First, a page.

Bihar cricket fans tune in to rusty radios

Mukesh Kumar Singh and Shahzad Anwar, both diehard cricket fans, have decided to stay tuned to the match with their old transistor radios.

Singh, a businessman in his early 30s in Gaya district, about 100 km from here, said a power failure could rob him of a chance to watch the matches live, so he has settled for the radio.

"I am not alone. Power shortage has disappointed thousands in Gaya during the World Cup. Youths are angry at the prospect of missing watching the India-Pakistan clash live on television," said Singh, stressing the power situation in Gaya has worsened over the past decade.

"We expected an improvement from Nitish Kumar's government but nothing has happened. We watched 60 percent of the World Cup matches in 2003 and 2007 but this time it's hardly 25 percent," Singh told IANS.

Anwar, a student in his early 20s from Aurangabad district, said it was unfortunate that thousands would miss a chance to watch the India-Pakistan match live on television due to the power crisis.

The power crisis in Bihar is nothing new. It has prompted thousands of cricket fans to wipe the dust off their old and virtually forgotten portable radio sets or to buy new transistors so as not to miss the most important World Cup clash - the India-Pakistan match in Mohali.

Cricket fanatics like Anwar said they and others in most parts of Bihar could not watch the quarter-finals between India and Australia and between Pakistan and the West Indies because of power failures.

Bihar's legislators, in view of the soaring cricket fever, have urged the government to provide uninterrupted power supply in the state Wednesday to ensure that people watch the India-Pakistan match live on television.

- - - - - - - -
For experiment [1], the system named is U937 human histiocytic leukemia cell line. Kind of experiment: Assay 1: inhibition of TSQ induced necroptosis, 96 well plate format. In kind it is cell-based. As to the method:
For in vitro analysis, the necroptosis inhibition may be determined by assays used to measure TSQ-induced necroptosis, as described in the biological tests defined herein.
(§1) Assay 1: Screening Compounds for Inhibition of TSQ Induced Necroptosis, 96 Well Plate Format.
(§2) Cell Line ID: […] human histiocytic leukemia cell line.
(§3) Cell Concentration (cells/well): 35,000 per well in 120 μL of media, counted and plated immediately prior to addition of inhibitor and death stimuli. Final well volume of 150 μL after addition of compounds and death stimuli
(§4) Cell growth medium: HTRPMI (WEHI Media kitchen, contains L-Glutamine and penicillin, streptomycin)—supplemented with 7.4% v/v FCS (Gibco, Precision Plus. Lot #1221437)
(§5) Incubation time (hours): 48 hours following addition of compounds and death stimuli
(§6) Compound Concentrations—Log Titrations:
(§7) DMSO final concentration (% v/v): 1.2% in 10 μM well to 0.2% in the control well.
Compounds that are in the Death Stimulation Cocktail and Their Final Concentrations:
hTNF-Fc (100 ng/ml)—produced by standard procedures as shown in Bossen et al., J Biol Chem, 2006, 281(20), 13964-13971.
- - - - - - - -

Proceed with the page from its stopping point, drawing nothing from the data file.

Ruling Janata Dal-United legislator Ajit Kumar said the government should do something to supply uninterrupted power for the sake of millions of cricket fans.

However, power officials rue that things are not going to improve Wednesday, blaming a drastic cut in supply from the central grid to Bihar.

Bihar requires 1,800-2,000 MW of power a day but gets only 700-750 MW from the central pool, despite a daily allocation of 1,646 MW, say officials.

Most parts of the state, including capital Patna, have been witnessing long power cuts.
Protests against acute power shortages continued for the fourth consecutive day Tuesday with people blocking roads, ransacking electricity offices and burning rubber tyres, police said.

Leader of opposition Abdul Bari Siddiqui, a cricket fan himself, said lack of power has dampened the hopes of cricket lovers.

"When everyone across India enjoy the India-Pakistan match, millions in Bihar will miss it," he said.

On the flip side, portable radios and batteries are selling like hot cakes.
"People are buying radios and batteries and some people are getting their old radios repaired," said Santosh Mahto, who owns a small electronic shop in Vaishali district.
Mazhar Khan of Raghunathpur village in Aurangabad is very happy. He and his friends plan to watch the Mohali match on television by using batteries charged by solar power. "There are few lucky fans like me!" he said.

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